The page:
• Coalition's health policy leaves NHS in poor health
• Nothing short of a publicly owned, publicly run NHS free at the point of service will do
• Greens believe in positive alternatives to austerity
Prime Minister David Cameron’s Conference speech pledge to protect the NHS budget and continue to invest more each year of another Conservative government does not heal the deep wounds the Coalition has inflicted to our health service through privatisation, says the Green Party, which says it is the only party committed to keeping the NHS in public hands and, where possible, reversing public service sell offs.
Neither Labour nor the Tories can be trusted to preserve the NHS say the Greens. Both parties, alongside the Lib Dems and Ukip, support the Transatlantic Trade and Investment Partnership, which could lock-in the further privatisation of the NHS.
Natalie Bennett, Green Party Leader, said:
“Nothing short of a publicly owned, publicly run NHS free at the point of service will do.
"Our NHS has been damaged, and the staff had their lives disrupted, by continual change driven by the ideological commitment of recent governments to privatising the NHS and restructuring it to prepare for further privatisation.
"This government has failed to provide the funds needed to keep up with the growing demand for healthcare with our ageing population, and to keep the staff decently paid.
"It's also failed to tackle our unhealthy social environment, not taking on the junk food-peddling supermarkets and promoting healthy fresh food. Air pollution, long working hours, overcrowded housing and financial stress on households all contributes to the pressure on the NHS, and the government has notably failed to take action in all of these areas."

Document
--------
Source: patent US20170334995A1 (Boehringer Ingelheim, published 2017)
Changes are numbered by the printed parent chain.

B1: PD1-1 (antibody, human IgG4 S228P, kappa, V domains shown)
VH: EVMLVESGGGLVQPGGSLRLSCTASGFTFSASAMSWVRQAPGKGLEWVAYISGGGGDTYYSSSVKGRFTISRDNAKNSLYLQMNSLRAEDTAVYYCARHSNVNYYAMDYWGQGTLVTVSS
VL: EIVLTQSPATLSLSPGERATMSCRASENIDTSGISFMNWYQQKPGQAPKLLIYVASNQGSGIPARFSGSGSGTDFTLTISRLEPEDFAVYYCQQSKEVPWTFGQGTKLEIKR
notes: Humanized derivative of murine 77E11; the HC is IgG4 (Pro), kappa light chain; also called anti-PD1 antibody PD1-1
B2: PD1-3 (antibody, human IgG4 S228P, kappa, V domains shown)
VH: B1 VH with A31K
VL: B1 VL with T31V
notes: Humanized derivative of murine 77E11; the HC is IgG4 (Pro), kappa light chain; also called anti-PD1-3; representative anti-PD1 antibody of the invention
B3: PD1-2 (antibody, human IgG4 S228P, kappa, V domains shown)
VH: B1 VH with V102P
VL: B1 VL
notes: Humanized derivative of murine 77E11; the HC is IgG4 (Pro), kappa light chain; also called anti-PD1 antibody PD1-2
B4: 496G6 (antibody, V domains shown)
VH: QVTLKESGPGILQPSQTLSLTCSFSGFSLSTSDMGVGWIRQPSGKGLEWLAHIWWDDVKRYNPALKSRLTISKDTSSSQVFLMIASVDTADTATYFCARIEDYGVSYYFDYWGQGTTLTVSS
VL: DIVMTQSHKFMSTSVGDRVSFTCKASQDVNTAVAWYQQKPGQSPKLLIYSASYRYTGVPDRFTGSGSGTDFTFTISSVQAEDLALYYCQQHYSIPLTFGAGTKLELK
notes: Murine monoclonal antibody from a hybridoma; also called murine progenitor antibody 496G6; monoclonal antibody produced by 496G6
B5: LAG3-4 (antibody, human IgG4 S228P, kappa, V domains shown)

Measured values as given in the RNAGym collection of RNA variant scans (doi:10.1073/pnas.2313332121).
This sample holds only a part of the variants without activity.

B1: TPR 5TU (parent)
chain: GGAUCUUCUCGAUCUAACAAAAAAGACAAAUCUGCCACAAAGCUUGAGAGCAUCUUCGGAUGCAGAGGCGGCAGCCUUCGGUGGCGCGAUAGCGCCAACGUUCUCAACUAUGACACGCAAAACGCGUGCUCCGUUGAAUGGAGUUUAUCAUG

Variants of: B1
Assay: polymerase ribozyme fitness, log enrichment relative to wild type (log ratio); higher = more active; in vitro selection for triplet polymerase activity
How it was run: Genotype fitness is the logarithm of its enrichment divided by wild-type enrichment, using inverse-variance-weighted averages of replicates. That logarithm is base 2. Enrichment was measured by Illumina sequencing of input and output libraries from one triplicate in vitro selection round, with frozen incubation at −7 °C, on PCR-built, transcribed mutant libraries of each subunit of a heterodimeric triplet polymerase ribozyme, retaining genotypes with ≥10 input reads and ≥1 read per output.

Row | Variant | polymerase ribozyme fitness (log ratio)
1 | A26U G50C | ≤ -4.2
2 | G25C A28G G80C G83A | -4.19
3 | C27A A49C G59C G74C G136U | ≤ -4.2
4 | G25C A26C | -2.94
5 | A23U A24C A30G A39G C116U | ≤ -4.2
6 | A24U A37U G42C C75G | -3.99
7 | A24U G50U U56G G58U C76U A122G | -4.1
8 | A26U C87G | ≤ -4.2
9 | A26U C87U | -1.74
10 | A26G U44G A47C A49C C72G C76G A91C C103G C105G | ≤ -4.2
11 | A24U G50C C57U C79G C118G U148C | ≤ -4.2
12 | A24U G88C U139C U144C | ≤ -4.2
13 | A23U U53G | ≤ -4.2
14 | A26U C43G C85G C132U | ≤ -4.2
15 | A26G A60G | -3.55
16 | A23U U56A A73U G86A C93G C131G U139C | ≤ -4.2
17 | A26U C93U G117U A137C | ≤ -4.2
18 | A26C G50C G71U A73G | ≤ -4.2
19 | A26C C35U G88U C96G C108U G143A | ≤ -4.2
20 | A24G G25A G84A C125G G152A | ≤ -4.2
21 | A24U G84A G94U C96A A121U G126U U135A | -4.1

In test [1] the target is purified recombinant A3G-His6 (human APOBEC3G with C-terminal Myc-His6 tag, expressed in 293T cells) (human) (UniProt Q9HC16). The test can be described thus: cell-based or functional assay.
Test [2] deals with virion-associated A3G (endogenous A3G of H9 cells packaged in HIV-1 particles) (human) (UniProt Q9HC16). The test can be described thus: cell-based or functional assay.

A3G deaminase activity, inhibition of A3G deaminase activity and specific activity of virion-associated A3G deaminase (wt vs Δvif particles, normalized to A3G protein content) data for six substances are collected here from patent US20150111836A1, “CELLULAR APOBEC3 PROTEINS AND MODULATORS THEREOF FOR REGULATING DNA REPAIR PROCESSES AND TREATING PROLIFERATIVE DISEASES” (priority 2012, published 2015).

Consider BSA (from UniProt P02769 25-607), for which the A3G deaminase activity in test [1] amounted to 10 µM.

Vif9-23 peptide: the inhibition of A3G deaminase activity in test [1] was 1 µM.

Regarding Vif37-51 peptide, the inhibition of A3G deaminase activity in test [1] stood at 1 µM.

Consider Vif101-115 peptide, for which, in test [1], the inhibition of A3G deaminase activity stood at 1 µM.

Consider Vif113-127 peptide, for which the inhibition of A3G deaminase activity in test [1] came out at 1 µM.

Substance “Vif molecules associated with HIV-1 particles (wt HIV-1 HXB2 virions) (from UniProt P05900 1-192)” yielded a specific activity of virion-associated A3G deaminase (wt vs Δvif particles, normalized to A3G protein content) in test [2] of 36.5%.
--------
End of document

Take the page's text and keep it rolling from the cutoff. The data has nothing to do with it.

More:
The Green party went on to say that Cameron’s pledge to increase NHS spending in real terms is largely meaningless. The NHS budget has increased by an average of 3.8% a year since 1951 so a commitment to continue to increase it is a statement of the obvious. With inflation currently at 1.5% Cameron’s “bold promise” could mean an annual increase of less than 2% – about half the normal rate.
The NHS pledge is a move that will condemn other departments’ budgets to real-term cuts of more than 20 per cent across the next parliament (1). George Osborne, the Chancellor, has set out plans to make £25 billion of public spending cuts over the first two years of the next parliament.
The Green Party maintains that it is the only party who provide a real alternative to austerity economics and are committed to radically transforming the economy so that it works for the common good, not just the 1%.
Molly Scott Cato MEP, the Green Party’s finance spokesperson, said:
“Austerity provides an excuse to punish the poorest in society, which is not only morally indefensible, it is also a false economy.
“Policies like the bedroom tax just push more people into the private rented sector which then costs the public more in housing benefit. Likewise, the increasing levels of poverty and inequality under the Coalition government impact on health and so pile more costs onto the health service. Greens believe in positive alternatives to austerity that would tackle the misery of poverty and address inequality; policies such as a citizens income, rent controls and a massive home insulation programme.”
A series of defections to UKIP by Conservative MPs and funders have dampened spirits at the Conservative Party Conference, which closes today.